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Protecting The Crops PDF Print E-mail
Tuesday, September 2, 2008
Last year I made the raccoon families happy. This year our club of 200 families rejoices instead. Four stands of electrified wire encircle the entire sweet corn patch within a foot of the ground. Baited with a dab of peanut butter in aluminum foil hanging on the wire, the fence was a shock to the annual  ‘coon corn convention.

Crimson clover followed the buckwheat, which had followed last year’s potato crop. 20 loads of compost were spread on this acre in spring, after bushhogging the clover. Three passes with the rebreaker, in different directions a few days apart, created a seedbed ready for corn.

We dropped the seed in early May and covered it up. I harrowed the field three days later to check sprouting weeds, and began cultivation when the corn had three or four leaves. Talking about hoeing it didn’t kill one weed, and other chores took priority. I put the hillers on for the final pass, throwing up a ridge along the base of the plants.

A fifth wire went up about a cow’s nose height, and just in time. Two days later the herd escaped but couldn’t get in there. Small footprints and small damage worried me, but I think I simply fenced in a groundhog, and he’s not eating too much.

Ambrosia was our early bicolor, soon followed by yellow Incredible. G-90 is the favorite late corn. Incredibly sized, thorny pigweed made harvesting anything but ambrosial; it was a jungle in there and we though we heard pigmies. Over 400 dozen ears made the trip to Nashville. Silver Queen is in another, later patch.

I don’t usually driver the food into town, but I went in to meet the members. We lay the produce out under big shade trees and the folks happily wonder through and take all they need for the week. This delivery consisted of sweet corn, peppers, tomatoes, potatoes, summer squashes (4 varieties), cucumbers, carrots, beets, Swiss chard, celery, onions, rhubarb, parsley, sweet basil, dill, and three kinds of flowers. All of it was unwashed, unsorted and freshly harvested.

A local club member mentioned she wasn’t using her freezer. A few days later I called her, and now it’s full of un-shucked corn. To save space, it is often blanched, cut of the cob, and put into bags. But this was so easy just to set them in their un-shucked.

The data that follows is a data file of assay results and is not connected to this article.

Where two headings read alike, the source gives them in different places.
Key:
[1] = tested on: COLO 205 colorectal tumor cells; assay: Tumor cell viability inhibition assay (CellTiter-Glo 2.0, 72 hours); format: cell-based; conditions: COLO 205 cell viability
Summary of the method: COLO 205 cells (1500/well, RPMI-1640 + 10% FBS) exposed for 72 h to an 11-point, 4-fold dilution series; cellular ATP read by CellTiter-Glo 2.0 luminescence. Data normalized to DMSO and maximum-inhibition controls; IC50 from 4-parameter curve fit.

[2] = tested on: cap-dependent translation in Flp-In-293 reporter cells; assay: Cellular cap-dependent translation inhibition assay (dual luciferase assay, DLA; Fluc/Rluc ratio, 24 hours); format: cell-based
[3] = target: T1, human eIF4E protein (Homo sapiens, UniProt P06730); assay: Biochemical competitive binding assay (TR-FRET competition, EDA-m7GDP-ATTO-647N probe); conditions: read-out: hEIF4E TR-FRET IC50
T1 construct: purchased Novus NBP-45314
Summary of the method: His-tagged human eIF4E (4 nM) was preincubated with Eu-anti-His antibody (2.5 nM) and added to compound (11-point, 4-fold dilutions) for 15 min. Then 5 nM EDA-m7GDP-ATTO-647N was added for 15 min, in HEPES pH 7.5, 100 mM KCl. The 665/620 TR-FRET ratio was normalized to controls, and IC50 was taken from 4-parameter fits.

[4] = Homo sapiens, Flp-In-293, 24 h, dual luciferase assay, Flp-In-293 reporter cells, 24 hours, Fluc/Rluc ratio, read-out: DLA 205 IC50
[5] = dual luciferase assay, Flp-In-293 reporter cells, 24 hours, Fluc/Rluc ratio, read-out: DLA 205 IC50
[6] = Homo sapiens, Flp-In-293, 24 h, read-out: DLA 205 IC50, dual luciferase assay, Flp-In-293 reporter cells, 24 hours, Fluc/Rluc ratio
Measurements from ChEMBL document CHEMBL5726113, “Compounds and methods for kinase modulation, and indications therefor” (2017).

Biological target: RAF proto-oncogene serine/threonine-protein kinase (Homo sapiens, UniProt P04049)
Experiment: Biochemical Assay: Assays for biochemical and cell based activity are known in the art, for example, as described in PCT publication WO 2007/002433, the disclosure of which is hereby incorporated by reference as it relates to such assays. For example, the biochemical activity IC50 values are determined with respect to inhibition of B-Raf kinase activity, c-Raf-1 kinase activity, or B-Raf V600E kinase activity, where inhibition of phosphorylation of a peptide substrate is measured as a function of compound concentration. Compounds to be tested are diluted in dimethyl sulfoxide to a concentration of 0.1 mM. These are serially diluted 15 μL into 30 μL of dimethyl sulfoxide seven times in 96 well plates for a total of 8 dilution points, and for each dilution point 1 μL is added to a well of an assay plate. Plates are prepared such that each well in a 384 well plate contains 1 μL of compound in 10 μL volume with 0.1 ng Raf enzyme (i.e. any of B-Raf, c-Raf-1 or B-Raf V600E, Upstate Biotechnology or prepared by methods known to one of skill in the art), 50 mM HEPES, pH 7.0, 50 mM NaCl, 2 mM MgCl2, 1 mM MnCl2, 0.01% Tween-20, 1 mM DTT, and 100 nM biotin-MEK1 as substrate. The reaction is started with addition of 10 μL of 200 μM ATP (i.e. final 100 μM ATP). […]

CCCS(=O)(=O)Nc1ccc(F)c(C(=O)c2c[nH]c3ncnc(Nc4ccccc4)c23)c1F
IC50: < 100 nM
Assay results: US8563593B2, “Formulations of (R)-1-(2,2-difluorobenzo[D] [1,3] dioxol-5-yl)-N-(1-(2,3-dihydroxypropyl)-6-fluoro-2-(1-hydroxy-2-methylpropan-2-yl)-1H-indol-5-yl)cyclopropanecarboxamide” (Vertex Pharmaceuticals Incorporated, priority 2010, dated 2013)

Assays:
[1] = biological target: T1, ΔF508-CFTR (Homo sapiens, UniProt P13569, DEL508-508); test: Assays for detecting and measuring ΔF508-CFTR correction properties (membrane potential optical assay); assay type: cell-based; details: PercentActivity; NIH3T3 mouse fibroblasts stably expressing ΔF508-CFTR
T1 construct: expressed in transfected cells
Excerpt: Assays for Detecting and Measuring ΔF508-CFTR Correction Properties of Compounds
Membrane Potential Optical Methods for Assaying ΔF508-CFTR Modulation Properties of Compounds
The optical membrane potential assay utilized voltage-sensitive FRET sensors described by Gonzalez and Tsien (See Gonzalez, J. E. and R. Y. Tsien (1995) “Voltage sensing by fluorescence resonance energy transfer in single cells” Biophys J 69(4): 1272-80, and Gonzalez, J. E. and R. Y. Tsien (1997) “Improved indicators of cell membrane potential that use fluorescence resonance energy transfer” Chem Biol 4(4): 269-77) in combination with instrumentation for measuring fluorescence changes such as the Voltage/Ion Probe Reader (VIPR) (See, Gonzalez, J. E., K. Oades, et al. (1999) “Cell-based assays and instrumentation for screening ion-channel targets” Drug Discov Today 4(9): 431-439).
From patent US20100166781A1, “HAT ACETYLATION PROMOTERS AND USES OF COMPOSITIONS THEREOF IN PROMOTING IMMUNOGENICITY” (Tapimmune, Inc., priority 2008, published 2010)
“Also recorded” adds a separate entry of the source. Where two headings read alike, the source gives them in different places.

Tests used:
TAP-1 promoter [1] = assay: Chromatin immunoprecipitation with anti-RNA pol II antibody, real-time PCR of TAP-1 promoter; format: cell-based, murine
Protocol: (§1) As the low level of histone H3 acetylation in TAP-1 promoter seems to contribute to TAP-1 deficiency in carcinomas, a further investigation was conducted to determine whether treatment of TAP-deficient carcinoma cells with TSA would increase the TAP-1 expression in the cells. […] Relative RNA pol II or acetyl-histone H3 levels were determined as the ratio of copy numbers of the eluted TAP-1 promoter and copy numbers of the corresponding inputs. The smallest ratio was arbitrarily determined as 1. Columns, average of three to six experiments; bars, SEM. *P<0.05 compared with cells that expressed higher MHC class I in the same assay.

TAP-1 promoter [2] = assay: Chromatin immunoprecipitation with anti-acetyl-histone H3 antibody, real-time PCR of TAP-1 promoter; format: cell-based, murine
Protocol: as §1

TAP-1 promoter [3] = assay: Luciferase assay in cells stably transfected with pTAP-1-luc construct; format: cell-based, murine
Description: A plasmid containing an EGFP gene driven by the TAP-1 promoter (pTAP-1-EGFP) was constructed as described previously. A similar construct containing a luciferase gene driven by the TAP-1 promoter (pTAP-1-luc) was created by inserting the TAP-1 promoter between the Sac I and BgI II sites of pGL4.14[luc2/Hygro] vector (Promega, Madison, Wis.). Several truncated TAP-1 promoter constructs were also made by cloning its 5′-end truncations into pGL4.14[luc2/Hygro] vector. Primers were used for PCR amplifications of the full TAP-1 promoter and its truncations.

As soon as the last ear was harvested, the fence was taken down and rolled up on a wire tomato cage. Then I bushhogged the green stalks and worked them into the soil. I pondered putting the cows or pigs in there, but decided instead to feed the sweet green stalks to the soil bacteria. We have to continually build up our soils, and corn’s immense amount of organic matter and sugars are real soil builders.

But we don’t stop there. Into a five gallon bucket I pour in four gallons of buckwheat, and then mix in two double handfuls of crimson clover seed and one handful of turnip seed. I broadcast five of these over the one-acre field and harrow it. The buckwheat sprouts quickly and acts as a nurse crop for the others, but dies at the first fall frost. Turnips then cover the field, only to die in winter. The crimson clover then takes the field in spring and is mown during bloom in late April, when it’s time to plow and plant again.

Wildlife varmints are the major obstacles to truck farming as we shift away from being an agricultural community. Deer make us put up eight foot tall fences, and the ‘coons require an electric fence. Groundhogs amble through downtown RBS. I lost one corn patch to turkeys, who have learned from the crows how to get the kernel from a newly sprouted corn seedling. I appreciate wildlife, they supply a lot of revenue through hunting, and they certainly play their role in our ecosystem.  But I don’t want them to be too happy in the gardens, so we’ll just keep on fencing.  

 

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